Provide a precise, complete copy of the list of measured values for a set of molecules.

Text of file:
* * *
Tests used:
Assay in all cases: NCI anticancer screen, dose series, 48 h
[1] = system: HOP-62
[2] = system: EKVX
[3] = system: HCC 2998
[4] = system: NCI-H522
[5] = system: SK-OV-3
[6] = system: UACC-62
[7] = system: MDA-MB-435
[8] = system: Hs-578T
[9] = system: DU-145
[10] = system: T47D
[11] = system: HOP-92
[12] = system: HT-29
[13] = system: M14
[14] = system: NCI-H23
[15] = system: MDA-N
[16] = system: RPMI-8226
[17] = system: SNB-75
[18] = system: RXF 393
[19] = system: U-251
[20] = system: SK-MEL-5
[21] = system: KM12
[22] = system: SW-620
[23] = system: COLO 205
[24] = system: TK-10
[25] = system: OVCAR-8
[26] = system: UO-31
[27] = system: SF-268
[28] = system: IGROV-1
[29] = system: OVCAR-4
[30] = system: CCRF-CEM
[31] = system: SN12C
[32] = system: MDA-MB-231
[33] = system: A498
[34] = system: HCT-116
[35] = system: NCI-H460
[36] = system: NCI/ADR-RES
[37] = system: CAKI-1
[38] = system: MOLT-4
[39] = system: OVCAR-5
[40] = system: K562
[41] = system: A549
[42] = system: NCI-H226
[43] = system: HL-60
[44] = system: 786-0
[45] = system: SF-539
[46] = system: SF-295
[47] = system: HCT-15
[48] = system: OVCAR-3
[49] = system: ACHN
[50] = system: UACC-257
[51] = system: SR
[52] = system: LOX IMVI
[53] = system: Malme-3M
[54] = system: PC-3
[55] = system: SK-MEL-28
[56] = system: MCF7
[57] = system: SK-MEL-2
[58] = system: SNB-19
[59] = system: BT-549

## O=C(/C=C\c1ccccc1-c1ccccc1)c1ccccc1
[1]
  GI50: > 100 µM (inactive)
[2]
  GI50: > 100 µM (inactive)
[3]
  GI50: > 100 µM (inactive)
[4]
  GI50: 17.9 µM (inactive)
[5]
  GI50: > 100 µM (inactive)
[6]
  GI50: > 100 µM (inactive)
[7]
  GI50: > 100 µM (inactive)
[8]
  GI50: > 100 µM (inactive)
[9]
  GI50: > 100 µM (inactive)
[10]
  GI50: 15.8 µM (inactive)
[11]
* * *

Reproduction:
Tests used:
Assay in all cases: NCI anticancer screen, dose series, 48 h
[1] = system: HOP-62
[2] = system: EKVX
[3] = system: HCC 2998
[4] = system: NCI-H522
[5] = system: SK-OV-3
[6] = system: UACC-62
[7] = system: MDA-MB-435
[8] = system: Hs-578T
[9] = system: DU-145
[10] = system: T47D
[11] = system: HOP-92
[12] = system: HT-29
[13] = system: M14
[14] = system: NCI-H23
[15] = system: MDA-N
[16] = system: RPMI-8226
[17] = system: SNB-75
[18] = system: RXF 393
[19] = system: U-251
[20] = system: SK-MEL-5
[21] = system: KM12
[22] = system: SW-620
[23] = system: COLO 205
[24] = system: TK-10
[25] = system: OVCAR-8
[26] = system: UO-31
[27] = system: SF-268
[28] = system: IGROV-1
[29] = system: OVCAR-4
[30] = system: CCRF-CEM
[31] = system: SN12C
[32] = system: MDA-MB-231
[33] = system: A498
[34] = system: HCT-116
[35] = system: NCI-H460
[36] = system: NCI/ADR-RES
[37] = system: CAKI-1
[38] = system: MOLT-4
[39] = system: OVCAR-5
[40] = system: K562
[41] = system: A549
[42] = system: NCI-H226
[43] = system: HL-60
[44] = system: 786-0
[45] = system: SF-539
[46] = system: SF-295
[47] = system: HCT-15
[48] = system: OVCAR-3
[49] = system: ACHN
[50] = system: UACC-257
[51] = system: SR
[52] = system: LOX IMVI
[53] = system: Malme-3M
[54] = system: PC-3
[55] = system: SK-MEL-28
[56] = system: MCF7
[57] = system: SK-MEL-2
[58] = system: SNB-19
[59] = system: BT-549

## O=C(/C=C\c1ccccc1-c1ccccc1)c1ccccc1
[1]
  GI50: > 100 µM (inactive)
[2]
  GI50: > 100 µM (inactive)
[3]
  GI50: > 100 µM (inactive)
[4]
  GI50: 17.9 µM (inactive)
[5]
  GI50: > 100 µM (inactive)
[6]
  GI50: > 100 µM (inactive)
[7]
  GI50: > 100 µM (inactive)
[8]
  GI50: > 100 µM (inactive)
[9]
  GI50: > 100 µM (inactive)
[10]
  GI50: 15.8 µM (inactive)
[11]